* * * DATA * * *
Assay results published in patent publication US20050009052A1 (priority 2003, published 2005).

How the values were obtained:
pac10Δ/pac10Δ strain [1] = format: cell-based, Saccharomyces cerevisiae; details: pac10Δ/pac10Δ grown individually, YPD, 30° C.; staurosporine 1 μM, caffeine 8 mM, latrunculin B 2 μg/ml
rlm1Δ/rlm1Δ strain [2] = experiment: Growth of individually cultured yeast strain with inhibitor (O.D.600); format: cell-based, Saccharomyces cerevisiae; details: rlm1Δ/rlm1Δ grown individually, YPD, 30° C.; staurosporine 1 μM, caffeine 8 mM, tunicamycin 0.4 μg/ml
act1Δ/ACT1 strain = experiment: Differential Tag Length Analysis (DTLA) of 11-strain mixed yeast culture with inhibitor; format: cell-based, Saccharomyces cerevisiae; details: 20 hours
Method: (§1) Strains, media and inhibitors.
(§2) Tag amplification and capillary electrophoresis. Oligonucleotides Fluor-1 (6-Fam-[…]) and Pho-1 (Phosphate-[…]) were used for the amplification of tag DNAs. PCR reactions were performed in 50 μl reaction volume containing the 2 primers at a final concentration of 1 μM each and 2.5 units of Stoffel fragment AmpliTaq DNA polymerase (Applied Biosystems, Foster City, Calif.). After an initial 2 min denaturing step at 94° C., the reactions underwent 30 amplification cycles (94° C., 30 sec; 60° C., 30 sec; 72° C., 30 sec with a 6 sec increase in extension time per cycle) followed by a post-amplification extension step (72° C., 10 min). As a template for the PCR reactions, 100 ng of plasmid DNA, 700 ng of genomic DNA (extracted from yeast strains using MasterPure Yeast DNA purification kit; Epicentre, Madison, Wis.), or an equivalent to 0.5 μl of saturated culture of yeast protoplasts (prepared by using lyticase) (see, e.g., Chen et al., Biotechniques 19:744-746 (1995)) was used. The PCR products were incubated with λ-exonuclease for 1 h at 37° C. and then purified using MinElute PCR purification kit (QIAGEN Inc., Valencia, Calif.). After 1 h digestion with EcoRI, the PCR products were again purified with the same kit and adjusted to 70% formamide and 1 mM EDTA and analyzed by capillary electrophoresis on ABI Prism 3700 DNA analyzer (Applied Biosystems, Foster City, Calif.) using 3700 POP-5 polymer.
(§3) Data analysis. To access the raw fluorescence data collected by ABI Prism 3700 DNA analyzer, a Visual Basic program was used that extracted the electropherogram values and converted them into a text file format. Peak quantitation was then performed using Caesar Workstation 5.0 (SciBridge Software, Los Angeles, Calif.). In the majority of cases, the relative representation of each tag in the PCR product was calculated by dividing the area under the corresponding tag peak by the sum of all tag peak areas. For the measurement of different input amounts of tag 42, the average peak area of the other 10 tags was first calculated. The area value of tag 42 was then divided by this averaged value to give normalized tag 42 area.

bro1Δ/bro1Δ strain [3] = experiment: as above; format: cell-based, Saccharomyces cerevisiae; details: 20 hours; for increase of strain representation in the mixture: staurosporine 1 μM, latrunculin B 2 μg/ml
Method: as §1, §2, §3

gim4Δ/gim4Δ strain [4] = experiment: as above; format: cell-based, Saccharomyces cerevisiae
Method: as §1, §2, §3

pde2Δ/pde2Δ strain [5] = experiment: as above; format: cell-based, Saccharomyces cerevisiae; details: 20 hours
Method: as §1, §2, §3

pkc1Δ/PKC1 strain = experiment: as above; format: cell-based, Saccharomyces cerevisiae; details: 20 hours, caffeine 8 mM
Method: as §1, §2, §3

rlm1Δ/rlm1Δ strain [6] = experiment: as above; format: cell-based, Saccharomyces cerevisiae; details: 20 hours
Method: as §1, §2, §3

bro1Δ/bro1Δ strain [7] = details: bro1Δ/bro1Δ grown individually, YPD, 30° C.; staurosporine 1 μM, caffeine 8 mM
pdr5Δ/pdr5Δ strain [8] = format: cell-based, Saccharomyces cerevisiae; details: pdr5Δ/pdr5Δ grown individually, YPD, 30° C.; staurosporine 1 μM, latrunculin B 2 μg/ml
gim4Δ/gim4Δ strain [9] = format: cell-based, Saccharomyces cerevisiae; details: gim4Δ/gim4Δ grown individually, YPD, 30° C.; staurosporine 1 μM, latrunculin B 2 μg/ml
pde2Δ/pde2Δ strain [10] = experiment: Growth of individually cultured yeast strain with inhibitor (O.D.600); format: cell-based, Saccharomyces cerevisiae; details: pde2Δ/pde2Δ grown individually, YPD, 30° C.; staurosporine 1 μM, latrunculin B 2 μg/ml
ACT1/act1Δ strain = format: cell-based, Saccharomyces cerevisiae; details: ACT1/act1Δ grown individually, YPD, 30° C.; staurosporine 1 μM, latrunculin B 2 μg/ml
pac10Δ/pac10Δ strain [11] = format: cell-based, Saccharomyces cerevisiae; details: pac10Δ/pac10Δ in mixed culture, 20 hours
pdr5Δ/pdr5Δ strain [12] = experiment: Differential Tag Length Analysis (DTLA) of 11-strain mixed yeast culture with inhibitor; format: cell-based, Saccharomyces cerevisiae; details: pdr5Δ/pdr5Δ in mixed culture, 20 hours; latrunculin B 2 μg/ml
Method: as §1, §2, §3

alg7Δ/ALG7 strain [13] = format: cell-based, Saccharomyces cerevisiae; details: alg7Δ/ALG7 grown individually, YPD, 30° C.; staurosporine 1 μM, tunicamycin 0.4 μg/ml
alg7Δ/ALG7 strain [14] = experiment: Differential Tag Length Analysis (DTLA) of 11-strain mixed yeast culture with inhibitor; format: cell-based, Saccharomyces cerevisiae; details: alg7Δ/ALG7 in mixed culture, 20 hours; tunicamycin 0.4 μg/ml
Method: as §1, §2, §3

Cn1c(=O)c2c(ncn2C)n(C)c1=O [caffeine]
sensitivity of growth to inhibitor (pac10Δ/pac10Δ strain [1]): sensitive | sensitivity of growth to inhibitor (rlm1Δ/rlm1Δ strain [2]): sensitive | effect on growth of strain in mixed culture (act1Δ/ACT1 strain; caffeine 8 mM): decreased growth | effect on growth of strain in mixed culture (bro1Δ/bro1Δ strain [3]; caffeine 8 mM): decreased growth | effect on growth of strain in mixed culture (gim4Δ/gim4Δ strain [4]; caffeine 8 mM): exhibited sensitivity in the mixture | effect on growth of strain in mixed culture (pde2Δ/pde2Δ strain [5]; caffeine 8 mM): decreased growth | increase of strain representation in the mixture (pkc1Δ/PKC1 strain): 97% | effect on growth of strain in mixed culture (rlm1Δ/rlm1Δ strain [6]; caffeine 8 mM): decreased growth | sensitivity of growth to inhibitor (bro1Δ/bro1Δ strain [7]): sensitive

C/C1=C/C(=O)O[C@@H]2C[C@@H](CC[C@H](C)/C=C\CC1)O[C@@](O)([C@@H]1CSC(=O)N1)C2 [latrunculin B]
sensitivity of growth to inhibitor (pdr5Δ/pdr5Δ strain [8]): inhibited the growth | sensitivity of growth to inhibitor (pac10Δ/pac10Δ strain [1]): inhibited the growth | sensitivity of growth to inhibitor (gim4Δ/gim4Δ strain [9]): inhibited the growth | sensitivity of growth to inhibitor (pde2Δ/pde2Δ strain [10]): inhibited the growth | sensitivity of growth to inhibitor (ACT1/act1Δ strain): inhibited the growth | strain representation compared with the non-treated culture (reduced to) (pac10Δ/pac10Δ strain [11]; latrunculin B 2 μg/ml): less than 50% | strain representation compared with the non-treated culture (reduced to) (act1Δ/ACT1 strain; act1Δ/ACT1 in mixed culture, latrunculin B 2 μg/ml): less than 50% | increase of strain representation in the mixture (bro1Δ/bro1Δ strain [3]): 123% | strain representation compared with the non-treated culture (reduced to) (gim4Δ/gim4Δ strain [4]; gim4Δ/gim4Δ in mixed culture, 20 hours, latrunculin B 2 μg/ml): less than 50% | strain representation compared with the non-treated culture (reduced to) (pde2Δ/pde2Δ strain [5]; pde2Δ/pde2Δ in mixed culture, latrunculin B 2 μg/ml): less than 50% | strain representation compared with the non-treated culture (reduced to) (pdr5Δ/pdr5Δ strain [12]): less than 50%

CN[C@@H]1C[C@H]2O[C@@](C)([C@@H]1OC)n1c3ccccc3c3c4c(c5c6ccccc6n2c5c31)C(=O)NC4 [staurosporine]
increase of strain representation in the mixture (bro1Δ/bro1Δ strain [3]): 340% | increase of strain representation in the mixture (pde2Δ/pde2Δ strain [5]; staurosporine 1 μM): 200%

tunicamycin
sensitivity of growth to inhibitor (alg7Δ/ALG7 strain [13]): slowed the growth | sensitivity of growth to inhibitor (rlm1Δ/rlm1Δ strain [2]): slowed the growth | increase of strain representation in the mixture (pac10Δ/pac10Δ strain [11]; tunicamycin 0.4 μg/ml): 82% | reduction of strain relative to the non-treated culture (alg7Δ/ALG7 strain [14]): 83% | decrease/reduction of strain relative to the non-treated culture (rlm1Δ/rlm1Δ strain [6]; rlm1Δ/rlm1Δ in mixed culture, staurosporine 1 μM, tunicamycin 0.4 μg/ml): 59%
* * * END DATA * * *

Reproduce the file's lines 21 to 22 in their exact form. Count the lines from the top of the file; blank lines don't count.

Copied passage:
gim4Δ/gim4Δ strain [9] = format: cell-based, Saccharomyces cerevisiae; details: gim4Δ/gim4Δ grown individually, YPD, 30° C.; staurosporine 1 μM, latrunculin B 2 μg/ml
pde2Δ/pde2Δ strain [10] = experiment: Growth of individually cultured yeast strain with inhibitor (O.D.600); format: cell-based, Saccharomyces cerevisiae; details: pde2Δ/pde2Δ grown individually, YPD, 30° C.; staurosporine 1 μM, latrunculin B 2 μg/ml